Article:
:: May 2010 Letter ::
Sometimes two analysts can be twice as wrong. Two years ago on our drive out to Farnborough Aerostrategy’s Kevin Michaels and I discussed the dramatic events of the week. As a colleague recited a grim litany of headlines covering massive government bank and corporate bailouts, we added up the unbelievable sums. The numbers were on a completely different scale than the ones we work with in the aerospace biz. “One thing’s for sure,” Kevin opined, “we are all in.” I immediately agreed. In poker terms, we had gone all in and we didn’t have any more cash to play with.
We were, of course, a long way from all in. As the crisis worsened much more cash was dumped into the economy through programs like TARP and many others. This made the amounts we discussed that hot English July day seem trivial. Actions taken by the Bush and Obama administrations, and other governments, probably saved the world from economic calamity. But the developed nations were left with extremely serious deficits and a nasty debt hangover. Europe avoided the US’s level of stimulus spending, but the current fiscal crisis induced by Greece and the other wonderfully-named PIGS guarantees an even deeper hole for the EU. In all, it took the developed world longer to get there than we thought, but eventually we really did go all in.
From a narrow and parochial aerospace perspective, this cash avalanche worked wonders. We should have had a dreadful bust cycle. The economic indicators clearly point to a 30+% jetliner production drop. Instead, aggregate aircraft output rose 7% by value last year. Light and medium business jets got hammered, but the much larger jetliner segment expanded by 13.5% (about half of this growth was due to the end of 2008’s Boeing strike). The industry benefited from government largesse in five big ways:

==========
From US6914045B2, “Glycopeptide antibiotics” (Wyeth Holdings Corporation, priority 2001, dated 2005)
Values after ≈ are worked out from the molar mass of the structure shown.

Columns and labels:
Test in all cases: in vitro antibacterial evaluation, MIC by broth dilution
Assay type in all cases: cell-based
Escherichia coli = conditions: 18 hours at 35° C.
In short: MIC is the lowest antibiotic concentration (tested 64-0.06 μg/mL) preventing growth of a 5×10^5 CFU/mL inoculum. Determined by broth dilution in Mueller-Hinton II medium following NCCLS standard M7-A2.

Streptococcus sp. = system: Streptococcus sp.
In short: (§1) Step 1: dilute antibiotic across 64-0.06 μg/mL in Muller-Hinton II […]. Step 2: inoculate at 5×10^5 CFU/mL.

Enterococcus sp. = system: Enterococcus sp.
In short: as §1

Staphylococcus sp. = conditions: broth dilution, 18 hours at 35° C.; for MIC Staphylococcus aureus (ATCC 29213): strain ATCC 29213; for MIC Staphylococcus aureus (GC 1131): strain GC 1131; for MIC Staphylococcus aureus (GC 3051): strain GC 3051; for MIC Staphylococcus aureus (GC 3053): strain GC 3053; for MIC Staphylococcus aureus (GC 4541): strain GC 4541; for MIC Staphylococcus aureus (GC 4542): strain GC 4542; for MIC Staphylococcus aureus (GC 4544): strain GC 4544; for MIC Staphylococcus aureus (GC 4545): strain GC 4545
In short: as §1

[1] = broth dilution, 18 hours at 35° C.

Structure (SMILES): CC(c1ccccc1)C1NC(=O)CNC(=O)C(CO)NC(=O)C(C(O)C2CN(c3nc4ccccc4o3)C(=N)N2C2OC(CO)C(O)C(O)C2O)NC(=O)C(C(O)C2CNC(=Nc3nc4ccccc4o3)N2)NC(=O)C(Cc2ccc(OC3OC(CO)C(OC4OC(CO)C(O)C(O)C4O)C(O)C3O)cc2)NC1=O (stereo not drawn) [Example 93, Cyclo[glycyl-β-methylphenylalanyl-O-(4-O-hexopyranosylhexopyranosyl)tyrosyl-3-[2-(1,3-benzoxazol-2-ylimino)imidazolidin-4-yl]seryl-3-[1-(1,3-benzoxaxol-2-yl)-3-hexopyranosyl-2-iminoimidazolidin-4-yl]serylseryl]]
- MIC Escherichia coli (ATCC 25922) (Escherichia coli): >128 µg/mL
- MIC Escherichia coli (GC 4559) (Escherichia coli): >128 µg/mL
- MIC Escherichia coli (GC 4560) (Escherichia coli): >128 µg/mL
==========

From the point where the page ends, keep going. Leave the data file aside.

1. The broader economy. Bailouts, stimulus packages, TARP…a whole host of prompt actions by the Bush and Obama administrations, along with governments worldwide, dumped liquidity into the economy. Some of the individual steps looked dumb and/or wasteful, but as a whole they prevented a serious meltdown that would have crushed travel and freight demand for a much longer period of time.
2. Bank stabilization. Actions taken to stabilize major financial institutions such as AIG, RBS, CIT, and others forestalled massive fire sales of the aircraft. Imagine if AIG needed to force ILFC to dump its portfolio on the market to generate cash. Repeat that with a few other lessors and you’d have seen the mother of all jet gluts.
3. Ex-Im Bank and Export Credit Agency finance. The backstop financing they provide is helping out with 35-40% of transactions. See my December 2009 letter for more on this.
4. Government jetliner finance. In addition to the ECAs, government-owned banks like Bank of China and sovereign wealth funds have confidently gotten into jetliner funding, even as private sector cash got scarce.
5. Heavy defense spending. A few wingnuts decry “Obama’s defense cuts,” but the FY 2011 budget is bigger than any we had under George W. Bush. A $140 billion procurement budget is as good as it gets.
So, with government printing presses in overdrive, the industry is in good shape. Teal Group is no longer forecasting any kind of serious downturn in the next few years. Effectively, the manufacturers bet correctly that traffic numbers would recover before jet demand fell off a cliff, and governments assumed the burden of financial risk and industry overcapacity. Our 2010 jetliner forecast calls for a 4% decline by value from 2009, but this is due solely to a temporary dip in 777 numbers and the transition between the 747-400 and -8.